4. Paddy Tobin

    A beautiful selection of plants, Abbie, and I really enjoyed seeing them.

    In Ireland, we are of the long springs and autumn, mild winters and summers. I am amazed at the seasons I see from a friend in Finland where winter suddenly stops followed by spring one day and summer the next – though summer does last for them. They have the long summers and winters and very short and abrupt springs and autumns. Your mention of light is very important and not often recognised – light as much as temperature has a big effect on plant growth.

    1. Abbie Jury Post author

      Thank you, Paddy. I was wondering how you were getting on. Have you been vaccinated? Are you still in your own tight lockdown or are you able to ease off now?

      1. Paddy Tobin

        Many thanks for your concern. I’ve had one jab and will have a second around the end of July it seems. However, we continue to live carefully and now question ourselves if we are simply using the excuse of a pandemic to live a lifestyle that we actually enjoy very much – while complaining about it at the same time!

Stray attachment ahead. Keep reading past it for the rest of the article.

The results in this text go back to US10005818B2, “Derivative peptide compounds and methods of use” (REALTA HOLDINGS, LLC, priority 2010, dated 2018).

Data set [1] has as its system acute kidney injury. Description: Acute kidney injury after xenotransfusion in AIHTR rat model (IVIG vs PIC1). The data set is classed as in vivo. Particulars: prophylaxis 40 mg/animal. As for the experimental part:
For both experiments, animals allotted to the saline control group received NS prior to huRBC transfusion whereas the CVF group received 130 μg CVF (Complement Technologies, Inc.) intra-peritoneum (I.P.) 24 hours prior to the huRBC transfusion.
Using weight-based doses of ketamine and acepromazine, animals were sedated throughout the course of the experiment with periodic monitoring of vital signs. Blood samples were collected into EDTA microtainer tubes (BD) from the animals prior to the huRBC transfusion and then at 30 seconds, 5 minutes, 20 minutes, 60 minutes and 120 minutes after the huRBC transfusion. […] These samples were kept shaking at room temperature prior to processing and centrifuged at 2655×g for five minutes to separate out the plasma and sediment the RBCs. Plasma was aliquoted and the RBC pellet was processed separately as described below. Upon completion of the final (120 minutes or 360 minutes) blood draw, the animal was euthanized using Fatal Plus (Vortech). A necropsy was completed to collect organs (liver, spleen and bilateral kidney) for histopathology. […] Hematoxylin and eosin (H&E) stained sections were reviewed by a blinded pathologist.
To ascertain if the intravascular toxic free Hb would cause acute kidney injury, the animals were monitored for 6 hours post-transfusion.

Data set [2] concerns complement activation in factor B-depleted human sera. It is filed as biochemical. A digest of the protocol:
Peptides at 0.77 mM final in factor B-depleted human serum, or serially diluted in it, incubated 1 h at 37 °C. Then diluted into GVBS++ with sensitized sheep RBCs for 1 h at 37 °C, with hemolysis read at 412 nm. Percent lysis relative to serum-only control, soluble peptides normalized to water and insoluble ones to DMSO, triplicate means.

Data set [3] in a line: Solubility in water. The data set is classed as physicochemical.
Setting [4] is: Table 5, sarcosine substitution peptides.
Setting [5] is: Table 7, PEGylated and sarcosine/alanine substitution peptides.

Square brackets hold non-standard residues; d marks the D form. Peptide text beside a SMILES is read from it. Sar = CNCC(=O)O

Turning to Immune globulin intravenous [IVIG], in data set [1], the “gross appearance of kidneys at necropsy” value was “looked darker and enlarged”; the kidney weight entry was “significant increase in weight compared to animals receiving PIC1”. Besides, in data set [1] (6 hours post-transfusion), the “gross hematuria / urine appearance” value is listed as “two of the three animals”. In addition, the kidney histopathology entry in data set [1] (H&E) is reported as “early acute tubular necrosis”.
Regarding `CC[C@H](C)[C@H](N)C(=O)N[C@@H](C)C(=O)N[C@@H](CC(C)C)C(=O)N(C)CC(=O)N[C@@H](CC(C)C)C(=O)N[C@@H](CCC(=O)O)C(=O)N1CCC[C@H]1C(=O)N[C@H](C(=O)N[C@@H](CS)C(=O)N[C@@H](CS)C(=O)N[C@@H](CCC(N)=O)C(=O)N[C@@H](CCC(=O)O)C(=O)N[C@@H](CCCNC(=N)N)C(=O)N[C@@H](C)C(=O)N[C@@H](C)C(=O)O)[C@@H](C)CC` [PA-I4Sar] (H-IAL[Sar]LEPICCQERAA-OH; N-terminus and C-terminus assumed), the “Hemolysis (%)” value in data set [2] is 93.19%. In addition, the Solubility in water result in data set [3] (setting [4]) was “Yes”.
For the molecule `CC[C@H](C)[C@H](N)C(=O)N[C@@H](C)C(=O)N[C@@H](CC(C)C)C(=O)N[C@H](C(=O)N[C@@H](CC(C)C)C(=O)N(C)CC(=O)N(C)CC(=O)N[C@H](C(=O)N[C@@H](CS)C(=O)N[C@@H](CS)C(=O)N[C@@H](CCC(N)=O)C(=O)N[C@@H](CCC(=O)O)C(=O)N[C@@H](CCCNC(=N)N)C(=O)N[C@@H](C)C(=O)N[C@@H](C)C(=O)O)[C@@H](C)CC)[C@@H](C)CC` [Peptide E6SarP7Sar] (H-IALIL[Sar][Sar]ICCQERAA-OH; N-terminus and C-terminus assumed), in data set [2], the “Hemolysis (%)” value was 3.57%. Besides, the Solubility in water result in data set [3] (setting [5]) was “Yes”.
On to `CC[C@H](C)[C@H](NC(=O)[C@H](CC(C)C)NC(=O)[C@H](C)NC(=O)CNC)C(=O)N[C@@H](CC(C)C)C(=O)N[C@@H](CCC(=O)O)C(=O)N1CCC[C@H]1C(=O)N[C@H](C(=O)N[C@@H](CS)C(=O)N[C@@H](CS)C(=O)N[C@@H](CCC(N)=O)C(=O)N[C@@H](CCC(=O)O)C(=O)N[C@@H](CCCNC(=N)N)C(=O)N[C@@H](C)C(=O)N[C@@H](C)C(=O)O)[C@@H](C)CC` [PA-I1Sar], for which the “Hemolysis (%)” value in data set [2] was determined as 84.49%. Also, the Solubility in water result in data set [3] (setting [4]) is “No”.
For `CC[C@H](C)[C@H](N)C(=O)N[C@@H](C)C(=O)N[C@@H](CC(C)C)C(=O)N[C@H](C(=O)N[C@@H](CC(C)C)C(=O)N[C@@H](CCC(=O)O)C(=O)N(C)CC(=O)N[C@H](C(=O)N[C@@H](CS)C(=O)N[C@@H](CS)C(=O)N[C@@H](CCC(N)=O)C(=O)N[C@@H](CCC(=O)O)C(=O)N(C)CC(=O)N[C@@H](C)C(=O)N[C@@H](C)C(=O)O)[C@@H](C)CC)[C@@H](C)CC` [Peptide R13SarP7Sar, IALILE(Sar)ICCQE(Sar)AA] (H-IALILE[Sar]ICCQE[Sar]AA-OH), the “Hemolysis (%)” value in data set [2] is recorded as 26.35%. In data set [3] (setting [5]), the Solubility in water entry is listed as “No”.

2. Abbie Jury Post author

        I can relate! We didn’t mind lockdown but it only lasted 6 weeks here. It is very different for those who have been in that state for anything up to fifteen months now. A London friend noted how challenging it was getting used to being in crowds of people again.

      3. Paddy Tobin

        In normal times we would avoid crowds like the plague (how appropriate a phrase!) and that will hardly change.

Comments are closed.